CNET: FCC chairman acknowledges Russians interfered in net neutrality debate

CNET: FCC chairman acknowledges Russians interfered in net neutrality debate. “Federal Communications Commission Chairman Ajit Pai said earlier this week that roughly 500,000 comments submitted during the debate over the controversial repeal of Obama-era net neutrality rules were linked to Russian email addresses.”

Techdirt: FCC Accused Of Burying Data Highlighting Sorry State Of US Broadband

Techdirt: FCC Accused Of Burying Data Highlighting Sorry State Of US Broadband. “Back in 2011 the FCC launched something called the Measuring American Broadband program. It was revolutionary in the fact that for the first time, the FCC refused to simply take ISPs at their word in terms of the speed and connection quality of their broadband offerings. Instead, the FCC hired UK firm Samknows to embed custom-firmware modified routers in the homes of thousands of real world broadband volunteers, providing insight into the real state of US broadband network performance, not the rosy picture of US broadband telecom industry lobbyists like to paint. Not surprisingly, actually using real world data to inform policy paid dividends.”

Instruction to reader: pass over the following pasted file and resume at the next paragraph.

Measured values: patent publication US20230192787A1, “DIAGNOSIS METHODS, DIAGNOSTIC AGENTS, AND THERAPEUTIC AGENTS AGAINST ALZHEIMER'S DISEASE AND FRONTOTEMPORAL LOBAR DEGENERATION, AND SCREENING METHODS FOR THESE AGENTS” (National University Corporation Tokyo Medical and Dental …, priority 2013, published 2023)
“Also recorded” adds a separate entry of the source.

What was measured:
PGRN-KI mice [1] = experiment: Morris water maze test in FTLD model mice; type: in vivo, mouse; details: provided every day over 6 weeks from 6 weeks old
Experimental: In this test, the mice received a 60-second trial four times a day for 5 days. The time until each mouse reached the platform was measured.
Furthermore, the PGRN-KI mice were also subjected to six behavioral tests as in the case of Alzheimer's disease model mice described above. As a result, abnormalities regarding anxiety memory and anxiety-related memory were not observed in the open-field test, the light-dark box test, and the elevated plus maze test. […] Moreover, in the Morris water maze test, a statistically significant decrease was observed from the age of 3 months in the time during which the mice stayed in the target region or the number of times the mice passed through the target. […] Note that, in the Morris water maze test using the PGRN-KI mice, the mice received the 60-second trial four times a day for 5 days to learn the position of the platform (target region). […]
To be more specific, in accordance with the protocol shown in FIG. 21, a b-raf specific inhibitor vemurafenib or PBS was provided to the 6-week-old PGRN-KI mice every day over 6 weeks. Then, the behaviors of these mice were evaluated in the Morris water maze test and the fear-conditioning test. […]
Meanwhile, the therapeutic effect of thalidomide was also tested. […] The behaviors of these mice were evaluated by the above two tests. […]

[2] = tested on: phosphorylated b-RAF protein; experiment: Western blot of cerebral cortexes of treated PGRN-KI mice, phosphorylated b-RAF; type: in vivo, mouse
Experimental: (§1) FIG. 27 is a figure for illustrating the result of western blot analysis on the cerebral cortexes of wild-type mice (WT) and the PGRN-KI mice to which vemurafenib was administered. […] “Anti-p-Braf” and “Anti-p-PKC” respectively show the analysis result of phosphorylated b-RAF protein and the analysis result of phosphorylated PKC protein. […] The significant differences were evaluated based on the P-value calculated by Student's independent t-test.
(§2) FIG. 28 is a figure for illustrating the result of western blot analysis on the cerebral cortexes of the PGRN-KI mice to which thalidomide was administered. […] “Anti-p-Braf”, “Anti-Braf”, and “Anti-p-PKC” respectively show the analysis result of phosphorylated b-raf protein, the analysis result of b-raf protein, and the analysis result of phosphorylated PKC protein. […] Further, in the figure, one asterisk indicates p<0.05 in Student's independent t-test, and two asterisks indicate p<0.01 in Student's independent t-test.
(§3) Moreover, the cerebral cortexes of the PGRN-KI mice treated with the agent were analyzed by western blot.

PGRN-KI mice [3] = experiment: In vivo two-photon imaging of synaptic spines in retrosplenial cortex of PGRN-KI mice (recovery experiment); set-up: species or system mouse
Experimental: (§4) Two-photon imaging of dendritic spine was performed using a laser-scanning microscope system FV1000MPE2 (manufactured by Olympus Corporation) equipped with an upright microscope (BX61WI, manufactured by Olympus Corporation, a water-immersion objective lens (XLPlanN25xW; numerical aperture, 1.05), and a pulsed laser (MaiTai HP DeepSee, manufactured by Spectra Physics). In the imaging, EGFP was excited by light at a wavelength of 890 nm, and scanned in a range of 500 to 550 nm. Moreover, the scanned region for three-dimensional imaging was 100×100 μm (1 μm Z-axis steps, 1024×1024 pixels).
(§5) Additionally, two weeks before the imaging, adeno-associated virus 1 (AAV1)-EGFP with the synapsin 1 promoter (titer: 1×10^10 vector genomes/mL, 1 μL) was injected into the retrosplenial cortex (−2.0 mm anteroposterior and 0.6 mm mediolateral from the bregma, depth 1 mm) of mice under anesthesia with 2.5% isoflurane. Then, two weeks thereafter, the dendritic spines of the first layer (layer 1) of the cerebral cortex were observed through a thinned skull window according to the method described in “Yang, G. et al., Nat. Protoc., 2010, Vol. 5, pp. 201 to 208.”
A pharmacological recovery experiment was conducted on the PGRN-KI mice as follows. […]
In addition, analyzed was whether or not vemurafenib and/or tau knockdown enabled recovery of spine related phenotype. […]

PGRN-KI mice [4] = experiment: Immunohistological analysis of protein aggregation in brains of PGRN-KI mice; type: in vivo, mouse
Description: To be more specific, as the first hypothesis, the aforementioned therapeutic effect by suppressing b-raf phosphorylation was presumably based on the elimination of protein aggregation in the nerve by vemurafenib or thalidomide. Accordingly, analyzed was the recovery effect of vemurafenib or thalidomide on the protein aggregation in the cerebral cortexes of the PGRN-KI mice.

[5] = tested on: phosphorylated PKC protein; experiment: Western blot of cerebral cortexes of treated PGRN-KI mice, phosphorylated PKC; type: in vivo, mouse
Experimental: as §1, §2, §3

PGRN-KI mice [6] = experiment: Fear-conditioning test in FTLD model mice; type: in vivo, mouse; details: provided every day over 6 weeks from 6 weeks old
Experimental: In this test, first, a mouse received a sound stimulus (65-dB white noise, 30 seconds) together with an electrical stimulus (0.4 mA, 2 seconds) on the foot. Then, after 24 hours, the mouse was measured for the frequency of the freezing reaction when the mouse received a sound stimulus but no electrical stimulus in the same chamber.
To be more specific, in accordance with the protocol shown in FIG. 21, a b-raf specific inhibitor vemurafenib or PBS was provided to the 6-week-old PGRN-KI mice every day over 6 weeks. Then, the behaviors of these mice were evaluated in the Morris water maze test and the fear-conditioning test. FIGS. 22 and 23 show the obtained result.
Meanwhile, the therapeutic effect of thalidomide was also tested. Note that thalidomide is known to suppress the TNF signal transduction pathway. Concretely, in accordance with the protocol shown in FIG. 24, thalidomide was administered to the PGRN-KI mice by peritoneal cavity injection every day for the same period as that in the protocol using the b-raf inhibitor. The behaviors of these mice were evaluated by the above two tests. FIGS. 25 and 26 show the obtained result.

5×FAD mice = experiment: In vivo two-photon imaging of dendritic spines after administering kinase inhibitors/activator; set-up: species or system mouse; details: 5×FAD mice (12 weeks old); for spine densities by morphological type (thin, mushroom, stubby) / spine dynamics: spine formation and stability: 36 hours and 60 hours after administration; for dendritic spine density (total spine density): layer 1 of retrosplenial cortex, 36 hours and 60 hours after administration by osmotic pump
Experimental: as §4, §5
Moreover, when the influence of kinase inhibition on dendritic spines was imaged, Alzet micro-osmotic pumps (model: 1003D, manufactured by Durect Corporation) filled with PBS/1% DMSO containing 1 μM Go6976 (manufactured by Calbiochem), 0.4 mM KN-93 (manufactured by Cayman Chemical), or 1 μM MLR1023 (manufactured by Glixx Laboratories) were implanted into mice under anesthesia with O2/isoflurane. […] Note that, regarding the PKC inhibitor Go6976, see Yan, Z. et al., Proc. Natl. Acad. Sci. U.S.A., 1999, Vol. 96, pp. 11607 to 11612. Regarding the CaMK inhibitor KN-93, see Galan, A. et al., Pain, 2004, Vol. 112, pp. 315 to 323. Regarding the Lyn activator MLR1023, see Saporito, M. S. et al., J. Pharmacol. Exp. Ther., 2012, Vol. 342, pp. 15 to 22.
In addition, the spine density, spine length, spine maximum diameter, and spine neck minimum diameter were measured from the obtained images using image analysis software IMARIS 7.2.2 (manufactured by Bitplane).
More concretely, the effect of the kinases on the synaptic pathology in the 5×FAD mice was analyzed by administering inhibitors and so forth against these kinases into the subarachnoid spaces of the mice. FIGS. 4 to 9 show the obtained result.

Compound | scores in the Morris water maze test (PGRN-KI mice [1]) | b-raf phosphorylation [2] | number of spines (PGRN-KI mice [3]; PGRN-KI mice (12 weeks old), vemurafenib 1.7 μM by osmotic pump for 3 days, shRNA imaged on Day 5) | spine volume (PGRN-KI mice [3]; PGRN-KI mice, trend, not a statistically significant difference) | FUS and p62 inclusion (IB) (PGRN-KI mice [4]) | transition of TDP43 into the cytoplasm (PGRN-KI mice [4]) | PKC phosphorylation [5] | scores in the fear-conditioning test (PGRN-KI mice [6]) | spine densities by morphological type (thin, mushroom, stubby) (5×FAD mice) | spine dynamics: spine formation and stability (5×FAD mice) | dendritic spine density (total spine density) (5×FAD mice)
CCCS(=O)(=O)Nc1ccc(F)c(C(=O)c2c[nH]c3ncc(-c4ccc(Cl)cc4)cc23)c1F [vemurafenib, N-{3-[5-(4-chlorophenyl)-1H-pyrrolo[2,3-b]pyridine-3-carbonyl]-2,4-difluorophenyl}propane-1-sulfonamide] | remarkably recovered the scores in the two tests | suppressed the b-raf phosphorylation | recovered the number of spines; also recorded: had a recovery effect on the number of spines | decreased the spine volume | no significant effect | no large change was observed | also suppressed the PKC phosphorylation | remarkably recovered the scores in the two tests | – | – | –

Net neutrality is bad? 1 million PornHub employees can’t be wrong. Oh, wait. (Ars Technica)

Ars Technica: Net neutrality is bad? 1 million PornHub employees can’t be wrong. Oh, wait.. “If Federal Communications Commission Chairman Ajit Pai actually allowed the weight of public comments on the FCC’s proposed changes to network neutrality regulations to sway (or confirm) his position, he seems to have given more credence to the ‘opinions’ of spam-generating software “bots” than actual citizens, researchers have found. At the Shmoocon information security conference on Saturday, Leah Figueroa, lead data engineer at the data analytics software company Gravwell, presented a detailed analysis of the public comments submitted to the FCC regarding network neutrality. Applying filters to the over 22 million comments submitted to the FCC, Figueroa and her team attempted to identify which comments were submitted by real US citizens—and which were generated by bulk-uploading bots”